THE UNIQUENESS OF PAINT by Chris Hardman (January 2016)

30 YEARS ON: BRIAN NEISH Solo Exhibition at The University of Winchester (May 2015)
2nd May 2015
MANHATTAN Solo Exhibition at Store Street Gallery (February 2016)
2nd February 2016
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Manhattan Window #6 (2015) Oil on canvas 30.0 x 40.0" / 76 x 101cm SOLD

FOR ME THERE IS SOMETHING FUNDAMENTAL ABOUT OUR RELATIONSHIP WITH PAINT. AS A MATERIAL IT IS DECEPTIVELY SIMPLE, HOWEVER ITS APPLICATION OFFERS US A UNIVERSE OF POSSIBILITIES. Paint offers the opportunity for the youngest to the oldest to say something with marks and colours, and has left us the legacy of painters as diverse as prehistoric person painting on a rock wall, to Vermeer to Rothko and Pollock. These are just a handful of stars in the myriad of constellations in the painting cosmos, some famous, some unknown, but still personal, whatever their quality or ability.

I remember Hockney waxing lyrical on the TV about the sensuous quality of the material and how the very act of dipping a brush into a paint pot had a satisfying feel to it. The painted mark in all its diversity and intentions connects in a very personal way with its audience. Here is part of the famous Leonardo comment about the power of the imagination when stimulated by the apparently random, implying there are as many ways to see as there are human beings:

”Do not despise my opinion, when I remind you that it should not be hard for you to stop sometimes and look into the stains of walls, or the ashes of a fire, or clouds, or mud or like places, in which, if you consider them well, you may find really marvellous ideas. The mind of the painter is stimulated to new discoveries …”

The whole quote and I urge you to read it all, never fails to excite me. It provides an awesome glimpse into the universe of paint. Some are intimidated by the breadth of possibilities it implies, applying unnecessary rules and limits. I’ve come across abstract painters who won’t discuss their work with me because my particular painted abstractions represent something recognisable. The don’t believe they have anything in common and that I don’t understand abstraction. Brian Neish is enlightened, realising that he and I represent a range of differences and similarities pulled together by a breadth of shared experiences as painters, enabling us to discuss and enthuse about our good fortune at being painters … he the abstract painter, me the representational …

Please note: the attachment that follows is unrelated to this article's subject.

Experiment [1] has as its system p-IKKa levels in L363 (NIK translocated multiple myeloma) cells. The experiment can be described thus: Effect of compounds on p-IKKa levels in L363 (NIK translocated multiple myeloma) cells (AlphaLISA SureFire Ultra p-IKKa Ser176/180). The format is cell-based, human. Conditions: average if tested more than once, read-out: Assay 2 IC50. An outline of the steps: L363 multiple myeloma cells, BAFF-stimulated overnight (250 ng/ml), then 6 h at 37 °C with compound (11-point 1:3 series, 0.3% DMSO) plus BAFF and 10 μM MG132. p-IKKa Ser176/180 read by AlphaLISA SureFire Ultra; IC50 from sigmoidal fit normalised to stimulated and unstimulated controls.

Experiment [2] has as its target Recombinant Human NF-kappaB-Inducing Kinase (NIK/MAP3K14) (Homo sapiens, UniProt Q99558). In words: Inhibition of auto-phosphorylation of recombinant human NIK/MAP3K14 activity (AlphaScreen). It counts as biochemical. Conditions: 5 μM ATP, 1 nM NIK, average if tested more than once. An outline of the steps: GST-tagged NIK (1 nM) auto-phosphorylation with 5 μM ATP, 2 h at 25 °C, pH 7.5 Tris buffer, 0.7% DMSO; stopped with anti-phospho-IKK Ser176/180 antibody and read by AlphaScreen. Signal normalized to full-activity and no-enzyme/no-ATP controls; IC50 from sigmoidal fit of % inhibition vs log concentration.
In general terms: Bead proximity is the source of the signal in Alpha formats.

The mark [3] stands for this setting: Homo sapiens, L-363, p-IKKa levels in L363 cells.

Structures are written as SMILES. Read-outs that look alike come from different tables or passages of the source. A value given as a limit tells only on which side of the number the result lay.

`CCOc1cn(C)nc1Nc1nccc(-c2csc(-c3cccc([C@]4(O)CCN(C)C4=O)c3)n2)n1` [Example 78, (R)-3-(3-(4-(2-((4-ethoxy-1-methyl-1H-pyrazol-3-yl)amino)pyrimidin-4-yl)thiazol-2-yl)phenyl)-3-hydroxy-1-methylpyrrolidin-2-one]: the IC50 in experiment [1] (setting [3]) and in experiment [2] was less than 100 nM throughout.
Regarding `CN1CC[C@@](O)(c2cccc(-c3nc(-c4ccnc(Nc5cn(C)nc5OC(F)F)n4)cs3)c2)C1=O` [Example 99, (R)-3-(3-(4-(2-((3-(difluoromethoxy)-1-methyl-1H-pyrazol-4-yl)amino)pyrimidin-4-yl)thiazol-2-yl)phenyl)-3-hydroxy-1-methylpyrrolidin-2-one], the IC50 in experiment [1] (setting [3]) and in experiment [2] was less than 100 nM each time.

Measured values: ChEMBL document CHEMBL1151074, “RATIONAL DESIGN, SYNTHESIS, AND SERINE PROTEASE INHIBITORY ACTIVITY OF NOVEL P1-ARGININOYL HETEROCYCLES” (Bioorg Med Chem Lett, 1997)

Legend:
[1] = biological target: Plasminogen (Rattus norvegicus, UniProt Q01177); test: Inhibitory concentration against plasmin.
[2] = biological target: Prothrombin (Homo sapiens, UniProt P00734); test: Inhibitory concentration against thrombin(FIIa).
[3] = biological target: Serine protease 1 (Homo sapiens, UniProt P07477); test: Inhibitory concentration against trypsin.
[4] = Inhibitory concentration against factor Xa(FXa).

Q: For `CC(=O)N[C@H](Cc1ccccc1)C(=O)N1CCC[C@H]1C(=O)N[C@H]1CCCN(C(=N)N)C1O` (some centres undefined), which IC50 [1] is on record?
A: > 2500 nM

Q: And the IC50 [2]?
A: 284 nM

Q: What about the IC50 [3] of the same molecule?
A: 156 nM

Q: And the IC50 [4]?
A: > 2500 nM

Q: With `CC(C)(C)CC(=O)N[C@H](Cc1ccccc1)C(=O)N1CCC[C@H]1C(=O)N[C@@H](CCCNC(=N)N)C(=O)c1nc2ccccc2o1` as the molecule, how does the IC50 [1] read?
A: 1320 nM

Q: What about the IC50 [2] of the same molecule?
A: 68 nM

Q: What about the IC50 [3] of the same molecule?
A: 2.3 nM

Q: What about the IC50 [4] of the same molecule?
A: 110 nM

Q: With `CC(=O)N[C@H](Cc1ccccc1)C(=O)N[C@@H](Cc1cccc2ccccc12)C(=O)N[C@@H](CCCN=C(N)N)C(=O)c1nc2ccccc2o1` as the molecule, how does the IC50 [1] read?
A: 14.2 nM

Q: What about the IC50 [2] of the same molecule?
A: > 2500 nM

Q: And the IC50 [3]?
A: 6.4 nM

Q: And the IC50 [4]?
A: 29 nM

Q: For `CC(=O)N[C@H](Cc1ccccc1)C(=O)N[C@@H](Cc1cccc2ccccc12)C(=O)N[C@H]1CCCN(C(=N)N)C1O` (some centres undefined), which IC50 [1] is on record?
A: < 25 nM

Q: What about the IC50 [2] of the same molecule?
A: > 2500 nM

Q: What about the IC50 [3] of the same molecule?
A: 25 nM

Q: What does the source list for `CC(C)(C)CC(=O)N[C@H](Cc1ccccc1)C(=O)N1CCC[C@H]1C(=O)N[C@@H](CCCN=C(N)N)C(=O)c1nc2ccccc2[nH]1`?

Part of my working discipline involves contemplating an area of a painting, without any regard to its intended purpose, and allowing my mind to consider it well, so that, to paraphrase Leonardo, I ‘may find really marvellous ideas’. It prepares my state of mind for the work ahead. This is the experience I have when looking at Brian’s work. He has taught me not to be so controlling and manipulative, not to be so reliant on skill, but to give time to examining a work in another way and become sensitised to is subliminal qualities … to let the marks and colours take me where they will. This is very much the view he takes with him when he tunes into his “Noble Decay” and roams around, seeing a universe in the things we may ignore as we go about lives defined by routine and order that have become accepted, taken for granted. To add the things he sees to our creative repertoire, gives us that moment of stillness when the usual narrative of our lives is suspended and we can allow an expressive and creative bridge to extend to a different world, another planet.

His use of paint, so at odds with his pristine studio, is thick, it’s flowing, and it is crusty: each method of application revealing surprising and unexpected colours in many and varied relationships. Thin colour with others barely visible beneath, areas of colour with other colours exposed as if they had been affected by the same forces of time, weather and random acts that contribute to his notion of “Noble Decay”. I feel that his work has contributed an enhanced sense of freedom and broadened my expressive repertoire. I have learned a bit more about paint and how it can make a slightly better artist. Thank you Brian and from the mighty galaxy of paint, may the force be with you.

CHRIS HARDMAN, JANUARY 2016